It occasionally troubles me that I seem to need more looking after than a normal person. I do try to be self-sufficient, mainly because the Wingman lacks opposable thumbs and is rubbish at holding ladders, but when things go wrong I sigh, I dry my tears and then, incurring the wrath of all the efficient and effective women in the world, I ask a man for help.
Sometimes it’s even a man I know, though one of my more narrow escapes was when I had to flag a passing driver down to help me pick my Africa Twin up off the garage floor and he was most concerned that I should take his phone number and that he should come back on his way home from work to make sure I hadn’t dropped the bike again.
It’s World Kindness Day today. I’m not a very kind person. In fact I’ve recently been declared the most offensive woman someone has met in 50 years of rallying. But I do know lots of kind people and so I thought I would tell you about all the people who have helped me cure the MZ of all his various ailments. But that’s more stories than will fit in one post. So here’s just one of them…
Back in September I loaded up the tent and the dog and set off to Yorkshire for the MZ Riders Club Pheasant Camp. I didn’t get any further than Hayfield on the Friday because the bike stopped running in the rain, but that was OK because Hayfield has a brilliant camp site with a pub within the Wingman’s event horizon so we took an early bath and dried out in The Sportsman. Yorkshire was achieved the following day, and we had a lovely week trundling about, apart from the days it rained solidly which is a bit rubbish when you are stuck in a small tent with a wobbly dog.
While sitting in Middleton-in-Teesdale waiting for a bicycle race to come through I realised my lovely new whitewall tyre had stripped all of its tread. This was Not Good. I’d bought it in July because the previous tyre also had no tread in the centre. To have one bald tyre could be old age but to make another bald in about 200 miles of gentle 2-stroking – well, that wasn’t good news.
Yes, said the wisdom of the Fed. This is probably a set-up problem. They said things like “My narrow car is .5 toe in level sidecar frame and wheel at 90deg until I lean bike out 3 degrees then the sidecar frame has .187 to .250 rise on bike side so both cycles lean 3 degrees out and car tire ends up leaning opposite direction of m bike wheels the that’s done unweighted then when I sit on bike both my sidecars wheels are at 90 with only bike leaning away.” (It helps to read this in the voice of the recruiting sergeant from Alice’s Restaurant).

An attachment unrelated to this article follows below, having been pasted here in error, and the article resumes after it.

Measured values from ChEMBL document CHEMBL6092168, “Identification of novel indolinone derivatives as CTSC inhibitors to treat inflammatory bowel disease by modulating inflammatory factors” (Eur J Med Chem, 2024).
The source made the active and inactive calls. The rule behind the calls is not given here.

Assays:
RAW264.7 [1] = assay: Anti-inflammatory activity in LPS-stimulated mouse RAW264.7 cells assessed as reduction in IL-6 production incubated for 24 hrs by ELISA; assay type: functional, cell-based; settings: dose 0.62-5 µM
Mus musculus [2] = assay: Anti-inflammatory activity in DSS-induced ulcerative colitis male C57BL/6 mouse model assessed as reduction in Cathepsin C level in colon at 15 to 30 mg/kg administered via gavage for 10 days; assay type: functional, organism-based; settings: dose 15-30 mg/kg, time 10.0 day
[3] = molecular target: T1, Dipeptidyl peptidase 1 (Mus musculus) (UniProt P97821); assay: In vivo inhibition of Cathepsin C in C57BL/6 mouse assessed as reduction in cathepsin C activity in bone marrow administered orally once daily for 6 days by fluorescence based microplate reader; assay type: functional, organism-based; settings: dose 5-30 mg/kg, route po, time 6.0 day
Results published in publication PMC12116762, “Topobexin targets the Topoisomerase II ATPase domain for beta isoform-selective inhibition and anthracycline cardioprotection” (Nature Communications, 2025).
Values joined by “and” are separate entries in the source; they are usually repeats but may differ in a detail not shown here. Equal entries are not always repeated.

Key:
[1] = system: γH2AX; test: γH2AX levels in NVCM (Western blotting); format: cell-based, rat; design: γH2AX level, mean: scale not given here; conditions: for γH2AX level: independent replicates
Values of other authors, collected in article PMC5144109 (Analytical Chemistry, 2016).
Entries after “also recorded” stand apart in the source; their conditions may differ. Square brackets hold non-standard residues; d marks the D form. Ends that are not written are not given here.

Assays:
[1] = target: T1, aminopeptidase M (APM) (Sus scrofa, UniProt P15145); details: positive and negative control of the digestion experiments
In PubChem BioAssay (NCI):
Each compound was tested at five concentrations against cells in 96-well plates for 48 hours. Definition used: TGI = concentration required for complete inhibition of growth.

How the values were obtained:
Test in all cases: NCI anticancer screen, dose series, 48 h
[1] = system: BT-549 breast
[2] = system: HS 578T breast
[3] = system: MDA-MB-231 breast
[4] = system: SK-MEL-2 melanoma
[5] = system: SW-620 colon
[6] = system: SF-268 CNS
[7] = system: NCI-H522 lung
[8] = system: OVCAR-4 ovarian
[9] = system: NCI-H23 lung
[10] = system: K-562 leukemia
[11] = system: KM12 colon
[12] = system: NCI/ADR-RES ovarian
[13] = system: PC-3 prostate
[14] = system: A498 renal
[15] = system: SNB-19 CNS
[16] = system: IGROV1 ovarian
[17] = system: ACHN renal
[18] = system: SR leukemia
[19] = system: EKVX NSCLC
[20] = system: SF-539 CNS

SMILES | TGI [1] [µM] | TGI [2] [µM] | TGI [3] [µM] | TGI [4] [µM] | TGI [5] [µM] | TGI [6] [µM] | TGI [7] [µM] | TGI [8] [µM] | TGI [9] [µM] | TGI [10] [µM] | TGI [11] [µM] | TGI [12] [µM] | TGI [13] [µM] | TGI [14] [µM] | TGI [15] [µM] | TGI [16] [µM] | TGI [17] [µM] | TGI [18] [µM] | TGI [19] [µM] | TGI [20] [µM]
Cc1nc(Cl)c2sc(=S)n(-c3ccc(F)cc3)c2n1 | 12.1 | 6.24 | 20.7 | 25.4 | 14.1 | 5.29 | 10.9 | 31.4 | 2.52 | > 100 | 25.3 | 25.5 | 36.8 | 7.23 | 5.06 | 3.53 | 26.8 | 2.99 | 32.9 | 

I needed a man who knew what that all meant. And by immense good fortune I knew one and he lives about 20 minutes from me.
Sure, said Matthew. Bring it along when you get home and I can look at it.
I didn’t much fancy 200 more miles on a bald tyre. But the north is a practical place and if you need a high-speed trailer tyre then the nearest garage will tell you where you can get one. After declining an invitation to swop the outfit for a Ducati Monster I sat with a cup of tea while a couple of highly efficient chaps refreshed my rubber, though in 20 minutes rather than an F1-style 4 handful of seconds.
And on a sunny Friday morning a week or so later, instead of setting out north for the Haggs Bank Adventure Bike Weekend I headed south for my induction into the mysteries of toe-in.
You need a washing line prop, a tape measure and a BFO hammer. You also need a lot of experience of setting up sidecars and a good eye.
It turned out to be only a one-cup problem.
The washing line prop and the tape measure revealed that my toe-in was immense – less camel toe, more moose knuckle. There was brief contemplation of removing the 8-inch wheel and fitting a big ten inch, but that escalated too quickly into needing to cut and weld the frame, so ambition was scaled back to deploying the BFO hammer to adjust the alignment so that the sidecar wheel was pointing in more-or-less the same direction as the bike.
It’s always a bit worrying watching someone take a hammer to your bike but the MZ is made of sterner stuff than me and raised no complaints. One quick lap of the village later to check for handing problems and we were done. I trundled home and Matthew got on with whatever he actually had planned for the day.
If you don’t have the good fortune to live near Matthew you can buy his book. And if you buy the book you will get to admire a picture of the Bishop illustrating one of the finer points of sidecar geometry.